President Obama has notified Congress that all the requirements have been met to repeal the "Don't Ask, Don't Tell" policy that banned gays from serving openly in the military.
The policy will come to end in 60 days.
"As of September 20, service members will no longer be forced to hide who they are in order to serve our country," the president said in a statement. "Our military will no longer be deprived of the talents and skills of patriotic Americans just because they happen to be gay or lesbian."
The president's certification officially ends the program, which has been in place for almost 18 years. The repeal also means that Obama has made good on his 2008 campaign promise to the gay community.
"As Commander in Chief, I have always been confident that our dedicated men and women in uniform would transition to a new policy in an orderly manner that preserves unit cohesion, recruitment, retention and military effectiveness," the president said. "Today's action follows extensive training of our military personnel and certification by Secretary Panetta and Admiral Mullen that our military is ready for repeal."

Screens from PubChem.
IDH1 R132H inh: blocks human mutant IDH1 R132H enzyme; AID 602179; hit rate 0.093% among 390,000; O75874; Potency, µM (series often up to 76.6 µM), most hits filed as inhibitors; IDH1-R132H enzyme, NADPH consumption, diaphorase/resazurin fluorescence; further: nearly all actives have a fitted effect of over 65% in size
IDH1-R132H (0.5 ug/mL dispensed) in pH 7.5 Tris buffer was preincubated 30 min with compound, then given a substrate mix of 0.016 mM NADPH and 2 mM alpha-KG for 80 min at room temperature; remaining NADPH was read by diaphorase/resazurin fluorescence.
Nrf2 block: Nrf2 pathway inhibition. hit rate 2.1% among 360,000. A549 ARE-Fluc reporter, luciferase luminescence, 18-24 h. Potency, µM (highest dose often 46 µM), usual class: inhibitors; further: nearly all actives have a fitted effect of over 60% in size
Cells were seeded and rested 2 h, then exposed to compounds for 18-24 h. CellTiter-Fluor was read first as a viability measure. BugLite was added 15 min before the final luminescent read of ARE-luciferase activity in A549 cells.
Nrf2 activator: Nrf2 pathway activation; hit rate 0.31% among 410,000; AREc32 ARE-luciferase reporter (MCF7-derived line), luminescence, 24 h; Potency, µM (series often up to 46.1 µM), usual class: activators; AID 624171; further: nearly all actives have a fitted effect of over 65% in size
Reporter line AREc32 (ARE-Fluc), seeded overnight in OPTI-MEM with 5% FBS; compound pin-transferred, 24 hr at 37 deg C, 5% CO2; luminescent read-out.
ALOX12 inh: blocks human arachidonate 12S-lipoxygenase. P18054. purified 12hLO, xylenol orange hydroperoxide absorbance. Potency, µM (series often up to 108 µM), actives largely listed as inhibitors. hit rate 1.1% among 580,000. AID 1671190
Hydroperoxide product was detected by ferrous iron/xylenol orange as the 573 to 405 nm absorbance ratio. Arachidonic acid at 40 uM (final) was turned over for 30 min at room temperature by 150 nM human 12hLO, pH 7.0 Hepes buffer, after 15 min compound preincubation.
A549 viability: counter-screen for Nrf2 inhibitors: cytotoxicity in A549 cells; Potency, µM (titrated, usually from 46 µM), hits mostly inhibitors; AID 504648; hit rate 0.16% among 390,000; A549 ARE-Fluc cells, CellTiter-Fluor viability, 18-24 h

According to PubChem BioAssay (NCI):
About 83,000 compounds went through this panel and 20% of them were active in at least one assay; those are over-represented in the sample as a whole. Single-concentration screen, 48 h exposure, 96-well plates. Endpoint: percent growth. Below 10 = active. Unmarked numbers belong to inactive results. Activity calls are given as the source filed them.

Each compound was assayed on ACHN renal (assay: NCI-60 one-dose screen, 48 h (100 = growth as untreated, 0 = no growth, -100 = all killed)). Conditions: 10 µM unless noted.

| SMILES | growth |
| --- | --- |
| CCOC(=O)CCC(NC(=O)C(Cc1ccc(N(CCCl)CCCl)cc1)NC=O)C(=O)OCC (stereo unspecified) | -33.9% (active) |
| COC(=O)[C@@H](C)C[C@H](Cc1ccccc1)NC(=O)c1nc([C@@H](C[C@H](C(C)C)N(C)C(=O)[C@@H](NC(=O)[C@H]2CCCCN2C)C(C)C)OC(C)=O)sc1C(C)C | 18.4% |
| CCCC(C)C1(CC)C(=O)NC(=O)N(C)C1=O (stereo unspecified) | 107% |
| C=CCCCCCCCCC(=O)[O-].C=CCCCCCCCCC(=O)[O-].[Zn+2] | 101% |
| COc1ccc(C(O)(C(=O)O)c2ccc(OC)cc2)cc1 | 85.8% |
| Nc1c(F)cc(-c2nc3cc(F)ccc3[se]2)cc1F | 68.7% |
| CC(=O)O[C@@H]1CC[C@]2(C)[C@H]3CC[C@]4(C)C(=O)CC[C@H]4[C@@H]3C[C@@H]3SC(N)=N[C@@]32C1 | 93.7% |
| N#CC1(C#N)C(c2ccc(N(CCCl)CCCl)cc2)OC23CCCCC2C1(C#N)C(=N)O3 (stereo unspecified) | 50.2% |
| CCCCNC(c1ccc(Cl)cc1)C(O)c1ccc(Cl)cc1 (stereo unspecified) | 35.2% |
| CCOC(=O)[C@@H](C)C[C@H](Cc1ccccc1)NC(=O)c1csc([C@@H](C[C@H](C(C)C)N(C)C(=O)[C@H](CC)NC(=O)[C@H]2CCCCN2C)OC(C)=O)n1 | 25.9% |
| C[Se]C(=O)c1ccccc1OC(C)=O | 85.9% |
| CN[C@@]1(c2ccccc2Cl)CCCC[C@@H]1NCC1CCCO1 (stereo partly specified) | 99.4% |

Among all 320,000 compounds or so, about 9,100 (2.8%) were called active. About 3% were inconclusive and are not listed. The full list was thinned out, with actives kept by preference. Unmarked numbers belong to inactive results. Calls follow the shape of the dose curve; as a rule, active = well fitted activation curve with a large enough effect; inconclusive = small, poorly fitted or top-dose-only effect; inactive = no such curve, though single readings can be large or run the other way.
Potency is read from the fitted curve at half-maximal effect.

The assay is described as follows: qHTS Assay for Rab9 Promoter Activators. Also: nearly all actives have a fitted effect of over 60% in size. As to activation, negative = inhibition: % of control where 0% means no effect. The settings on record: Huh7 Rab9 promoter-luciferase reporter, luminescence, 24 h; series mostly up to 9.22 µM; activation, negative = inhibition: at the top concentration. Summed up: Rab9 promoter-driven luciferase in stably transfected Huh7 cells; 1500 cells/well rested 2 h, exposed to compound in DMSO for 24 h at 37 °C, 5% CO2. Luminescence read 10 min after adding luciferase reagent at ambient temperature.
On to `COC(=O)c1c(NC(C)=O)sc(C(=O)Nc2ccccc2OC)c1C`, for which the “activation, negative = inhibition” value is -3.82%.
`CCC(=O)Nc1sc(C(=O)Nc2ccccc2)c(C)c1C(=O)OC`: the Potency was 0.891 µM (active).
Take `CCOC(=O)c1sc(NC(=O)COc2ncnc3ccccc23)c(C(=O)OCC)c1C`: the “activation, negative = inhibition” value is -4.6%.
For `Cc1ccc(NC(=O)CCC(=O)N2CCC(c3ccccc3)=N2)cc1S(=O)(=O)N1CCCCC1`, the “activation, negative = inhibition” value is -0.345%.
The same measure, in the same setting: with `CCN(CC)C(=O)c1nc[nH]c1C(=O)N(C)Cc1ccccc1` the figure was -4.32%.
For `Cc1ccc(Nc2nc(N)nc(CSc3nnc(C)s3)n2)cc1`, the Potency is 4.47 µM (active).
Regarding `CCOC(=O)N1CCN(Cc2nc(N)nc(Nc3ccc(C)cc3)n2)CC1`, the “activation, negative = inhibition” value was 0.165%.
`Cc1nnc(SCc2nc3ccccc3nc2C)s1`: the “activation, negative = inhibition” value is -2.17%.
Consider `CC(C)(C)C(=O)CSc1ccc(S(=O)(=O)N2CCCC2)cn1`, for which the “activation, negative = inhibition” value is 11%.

The AP has a bit of background:
Friday's move was expected under the repeal law Congress passed in December. Before "don't ask, don't tell," the military did not allow gays to serve. But in 1993 Clinton said gays would be discharged only if their sexual orientation became known.
Repeal has drawn strong opposition from some in Congress, and there was initial reluctance from military leaders who worried it could cause a backlash and erode troop cohesion on the battlefield.
But two weeks ago, the chiefs of the military services told Panetta that ending the ban would not affect military readiness.